Despite the popularity of Roald Dahl's last major work, Matilda (1989), there seems to be comparatively few scholarly criticisms about the main antagonist figure of Miss Trunchball.Matilda is a story about the struggle against tyranny, specifically Miss Trunchball. Trunchball is "monstrous" but is also a woman of significant positive assets such as her excellence in sports and she is also a principal of a school where she is the voice of authority. Her monstrosity is highlighted in her aggression against the children, especially the little helpless ones such as Matilda. Part of the behavior can be attributed to Miss Trunchball's lack of childhood and her ambiguous gender. When Miss Honey reasons that the Headmistress was once a "little girl," Miss Trunchball rebounds by saying that "not for long anyway" and says that "I became a woman very quickly." In this way, Trunchball is similar to the popular idol girls who are deprived of their childhood, who are forced to be anorexic and mature too fast. Although Trunchball becomes a masculine figure that is altogether different from the pretty and feminine idol girls, both have been deprived of childhood. Judith Butler in Gender Trouble says, 'There is no gender identity behind the expressions of gender; ... identity is performatively constituted by the very "expressions" that are said to be its results.' This essay examines the consequences of the deprivation of childhood in both Miss Trunchball and women in entertainment industry and how they perform their gender differently.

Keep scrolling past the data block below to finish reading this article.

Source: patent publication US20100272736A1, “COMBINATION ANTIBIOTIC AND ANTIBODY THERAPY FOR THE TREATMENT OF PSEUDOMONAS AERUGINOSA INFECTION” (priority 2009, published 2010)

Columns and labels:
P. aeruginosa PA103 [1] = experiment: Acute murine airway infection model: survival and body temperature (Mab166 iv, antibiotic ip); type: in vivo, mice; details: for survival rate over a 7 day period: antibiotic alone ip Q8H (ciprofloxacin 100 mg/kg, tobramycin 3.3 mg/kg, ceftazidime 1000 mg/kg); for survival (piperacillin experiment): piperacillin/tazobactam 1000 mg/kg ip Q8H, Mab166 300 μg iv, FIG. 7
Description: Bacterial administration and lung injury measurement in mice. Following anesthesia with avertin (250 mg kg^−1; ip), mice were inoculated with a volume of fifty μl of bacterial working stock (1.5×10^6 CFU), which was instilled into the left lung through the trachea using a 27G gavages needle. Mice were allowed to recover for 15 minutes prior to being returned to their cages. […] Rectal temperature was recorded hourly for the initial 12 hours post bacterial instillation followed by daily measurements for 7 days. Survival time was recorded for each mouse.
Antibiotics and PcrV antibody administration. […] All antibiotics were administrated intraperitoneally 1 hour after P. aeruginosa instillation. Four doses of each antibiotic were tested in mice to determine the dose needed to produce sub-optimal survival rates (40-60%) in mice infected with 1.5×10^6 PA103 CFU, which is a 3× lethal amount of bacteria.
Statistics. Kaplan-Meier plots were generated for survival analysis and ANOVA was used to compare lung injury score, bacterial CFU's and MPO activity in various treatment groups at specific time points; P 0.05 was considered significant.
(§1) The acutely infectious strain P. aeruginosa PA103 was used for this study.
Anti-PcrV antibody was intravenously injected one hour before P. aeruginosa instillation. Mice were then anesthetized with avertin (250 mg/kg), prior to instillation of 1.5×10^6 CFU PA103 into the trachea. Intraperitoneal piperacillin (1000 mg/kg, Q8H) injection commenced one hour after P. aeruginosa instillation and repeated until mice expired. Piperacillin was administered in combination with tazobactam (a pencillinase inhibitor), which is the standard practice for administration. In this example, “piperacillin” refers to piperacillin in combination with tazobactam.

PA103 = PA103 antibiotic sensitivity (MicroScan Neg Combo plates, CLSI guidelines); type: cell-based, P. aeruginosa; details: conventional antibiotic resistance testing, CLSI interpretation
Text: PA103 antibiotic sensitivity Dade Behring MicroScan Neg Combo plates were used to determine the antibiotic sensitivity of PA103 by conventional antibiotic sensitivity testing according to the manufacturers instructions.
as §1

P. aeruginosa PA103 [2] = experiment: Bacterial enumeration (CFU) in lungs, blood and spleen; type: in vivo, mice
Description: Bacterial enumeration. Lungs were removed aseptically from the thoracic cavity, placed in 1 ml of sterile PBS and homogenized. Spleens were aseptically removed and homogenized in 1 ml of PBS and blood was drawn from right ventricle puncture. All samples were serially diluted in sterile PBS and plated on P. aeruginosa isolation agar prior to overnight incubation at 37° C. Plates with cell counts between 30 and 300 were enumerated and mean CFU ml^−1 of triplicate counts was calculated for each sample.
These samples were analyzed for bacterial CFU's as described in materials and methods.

Ji-Eun Kim, Yonsei University, Republic of Korea
Stream: Gender studies / Feminist Theory
This paper is part of the ECCS2014 Conference Proceedings (View)
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